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how hemp became illegal

the industrialists feared hemp so badly they used its medicinal properties to demonize it, then taxed it at 300 per gram in 1937! at night, during the holidays, while no one was around! the marihuana tax act of 1937....look it up...read all of this, kids...all the pot prisoners are in an illegal british DEBTORS prison for not paying a tax! carefully hidden facts....to keep you subservient...and scared...buy guns, and ammo....b
How DID True Hemp ( Cannabis sativa,
sub-species sativa ) disappear from American

Starting in the late 1920's, forest-products,
cotton, oil,
petrochemical, steel, and perhaps even aluminum
industries feared
COMPETITION from a very innovative new technology;
the HEMP

HEMP DECORTICATORS were just becoming
commercially-available on True
Hemp farms. This key technology would have allowed
family farmers to
create a carbohydrate economy to replace what is now
a system dominated
by hydrocarbons (oil, coal, and natural-gas).

In fact, in the February, 1938 edition of Popular
Mechanics, hemp was
heralded as a 'New Billion Dollar Crop'.

Exactly what caused the demise of True Hemp
commodity farming? Well, in
1917 George W. Schlicten pulled off a sort of
stunt, only way better....he patented the HEMP
farm-machine that mechanically seperates the fiber
the True Hemp stalk. This labor-saving device was
just barely beginning to kick some
in the
late 1920's.

Coincidentally, this is exactly when a deliberate
smear campaign was
launched (by print, newsreel, and radio) to
discredit what was THEN a
very new and mysterious word: marijuana. A negative
image was assigned
to that now-dreaded M-word.

Non-drug, True Hemp simply had to be stopped (if you
were a wealthy
industrialist, that is....)

Although the indica sub-species may or may not
compete with patented,
synthetic, man-made-chemicals that can be centrally
controlled by
pharmaceutical corporations,
I do believe that sativa
sub-species-non-drug-True-Hemp commodity
COMPETITION is what very big business actually
stopped (by clever

Rep. Ron Paul introduces Bill to re-legitimize hemp farming.

Industrial Hemp Farming Act introduced in Congress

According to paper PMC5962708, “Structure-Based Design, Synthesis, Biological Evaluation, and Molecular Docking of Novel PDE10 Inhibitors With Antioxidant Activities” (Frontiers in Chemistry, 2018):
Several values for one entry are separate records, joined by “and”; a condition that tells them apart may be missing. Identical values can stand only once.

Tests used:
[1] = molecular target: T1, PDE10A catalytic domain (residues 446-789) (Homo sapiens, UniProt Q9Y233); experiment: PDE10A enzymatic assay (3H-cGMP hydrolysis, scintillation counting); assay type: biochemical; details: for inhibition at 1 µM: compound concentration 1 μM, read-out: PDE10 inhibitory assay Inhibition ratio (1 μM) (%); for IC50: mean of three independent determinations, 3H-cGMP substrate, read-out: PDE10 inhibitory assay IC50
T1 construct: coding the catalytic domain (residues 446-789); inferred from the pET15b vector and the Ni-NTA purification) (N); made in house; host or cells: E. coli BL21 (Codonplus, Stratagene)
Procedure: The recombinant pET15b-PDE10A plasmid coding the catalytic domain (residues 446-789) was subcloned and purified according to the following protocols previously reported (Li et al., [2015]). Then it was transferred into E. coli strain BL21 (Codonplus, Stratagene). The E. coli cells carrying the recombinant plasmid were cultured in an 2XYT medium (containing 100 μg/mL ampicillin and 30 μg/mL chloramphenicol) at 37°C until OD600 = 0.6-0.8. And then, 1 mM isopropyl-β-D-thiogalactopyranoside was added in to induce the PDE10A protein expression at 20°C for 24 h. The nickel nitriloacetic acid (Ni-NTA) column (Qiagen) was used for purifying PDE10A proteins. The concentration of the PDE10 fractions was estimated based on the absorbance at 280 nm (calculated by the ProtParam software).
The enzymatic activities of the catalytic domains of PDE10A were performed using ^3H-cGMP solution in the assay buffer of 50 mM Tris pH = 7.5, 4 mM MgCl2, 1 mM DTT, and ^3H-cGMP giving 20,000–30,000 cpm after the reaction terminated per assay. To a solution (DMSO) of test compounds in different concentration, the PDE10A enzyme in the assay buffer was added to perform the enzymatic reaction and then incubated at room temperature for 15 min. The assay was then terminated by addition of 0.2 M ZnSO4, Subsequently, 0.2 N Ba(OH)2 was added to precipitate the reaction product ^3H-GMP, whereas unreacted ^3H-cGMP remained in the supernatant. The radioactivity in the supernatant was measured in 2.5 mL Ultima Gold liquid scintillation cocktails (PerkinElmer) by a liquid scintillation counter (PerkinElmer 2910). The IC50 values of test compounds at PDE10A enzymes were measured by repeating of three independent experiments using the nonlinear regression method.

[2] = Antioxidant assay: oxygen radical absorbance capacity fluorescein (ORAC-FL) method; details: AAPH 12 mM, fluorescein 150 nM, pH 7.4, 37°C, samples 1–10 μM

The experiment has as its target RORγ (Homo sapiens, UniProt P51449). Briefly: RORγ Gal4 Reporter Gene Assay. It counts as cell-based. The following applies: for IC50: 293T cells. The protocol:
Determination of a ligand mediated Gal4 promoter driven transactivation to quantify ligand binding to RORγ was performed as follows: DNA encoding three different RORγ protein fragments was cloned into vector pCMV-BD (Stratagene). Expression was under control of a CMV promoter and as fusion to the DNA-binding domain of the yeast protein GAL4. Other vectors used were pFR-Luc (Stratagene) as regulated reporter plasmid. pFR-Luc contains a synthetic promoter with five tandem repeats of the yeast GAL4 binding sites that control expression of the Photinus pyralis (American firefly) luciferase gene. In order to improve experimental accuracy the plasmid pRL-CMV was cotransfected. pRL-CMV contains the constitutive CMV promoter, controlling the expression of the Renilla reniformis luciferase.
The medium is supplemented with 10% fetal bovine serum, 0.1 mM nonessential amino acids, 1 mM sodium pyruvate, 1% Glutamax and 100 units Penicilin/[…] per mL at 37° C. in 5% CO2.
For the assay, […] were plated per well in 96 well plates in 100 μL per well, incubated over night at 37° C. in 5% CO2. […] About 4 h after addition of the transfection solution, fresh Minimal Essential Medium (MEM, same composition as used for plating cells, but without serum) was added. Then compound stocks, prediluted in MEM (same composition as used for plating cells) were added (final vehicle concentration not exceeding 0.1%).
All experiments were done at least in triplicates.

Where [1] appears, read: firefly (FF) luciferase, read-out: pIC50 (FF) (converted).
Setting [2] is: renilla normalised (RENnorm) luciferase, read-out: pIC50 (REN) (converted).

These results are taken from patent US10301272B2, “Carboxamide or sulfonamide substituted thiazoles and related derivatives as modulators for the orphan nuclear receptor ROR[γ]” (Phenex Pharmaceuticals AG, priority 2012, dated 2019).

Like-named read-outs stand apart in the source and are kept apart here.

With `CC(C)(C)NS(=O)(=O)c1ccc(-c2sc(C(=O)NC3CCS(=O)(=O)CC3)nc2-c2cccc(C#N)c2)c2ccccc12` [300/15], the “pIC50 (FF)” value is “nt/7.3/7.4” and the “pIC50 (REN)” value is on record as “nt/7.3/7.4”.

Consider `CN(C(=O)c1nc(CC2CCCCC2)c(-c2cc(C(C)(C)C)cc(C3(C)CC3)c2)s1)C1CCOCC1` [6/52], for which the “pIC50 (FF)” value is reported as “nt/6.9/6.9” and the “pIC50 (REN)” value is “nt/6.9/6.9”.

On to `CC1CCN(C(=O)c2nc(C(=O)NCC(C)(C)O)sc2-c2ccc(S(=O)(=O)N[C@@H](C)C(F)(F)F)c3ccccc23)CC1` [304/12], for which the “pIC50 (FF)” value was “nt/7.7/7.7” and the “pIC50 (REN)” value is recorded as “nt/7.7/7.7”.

Mike Sheehan
Published: Tuesday February 13, 2007

An act to legitimize hemp farming has been introduced in Congress, according
to a press release.

"For the second time since the federal government outlawed hemp farming in
the United States," the release states, "a federal bill has been introduced
that would remove restrictions on the cultivation of non-psychoactive
industrial hemp."

Rep. Ron Paul (R-TX), a maverick 2008 presidential candidate, is the chief
sponsor behind the bill, H.R. 1009. Nine co-sponsors, including fellow White
House hopeful Rep. Dennis Kucinich (D-OH) and Rep. Barney Frank (D-MA), are
all Democrats.

The bill "would give states the right to regulate farming of the versatile
hemp crop," the release says.

"It is indefensible that the United States government prevents American
farmers from growing this crop," the release quotes Rep. Paul. "The
prohibition subsidizes farmers in countries from Canada to Romania by
eliminating American competition and encourages jobs in industries such as
food, auto parts and clothing that utilize industrial hemp to be located
overseas instead of in the United States."

Paul states that the passing of the act would "help American farmers and
reduce the trade deficit -- all without spending a single taxpayer dollar."

The release cites fifteen states which have passed pro-hemp legislation,
including seven (Hawaii, Kentucky, Maine, Maryland, Montana, North Dakota
and West Virginia) which "have removed barriers to its production or
research." Rep. Paul's bill would, the statement continues, "remove federal
barriers and allow laws in these states regulating the growing and
processing of industrial hemp to take effect."

A hemp activist leader, quoted in the release, asserts that "the DEA has
taken the Controlled Substances Act's antiquated definition of marijuana out
of context and used it as an excuse to ban industrial hemp farming" and says
passage of the new act "will bring us back to more rational times when the
government regulated marijuana, but told farmers they could go ahead and
continue raising hemp just as they always had."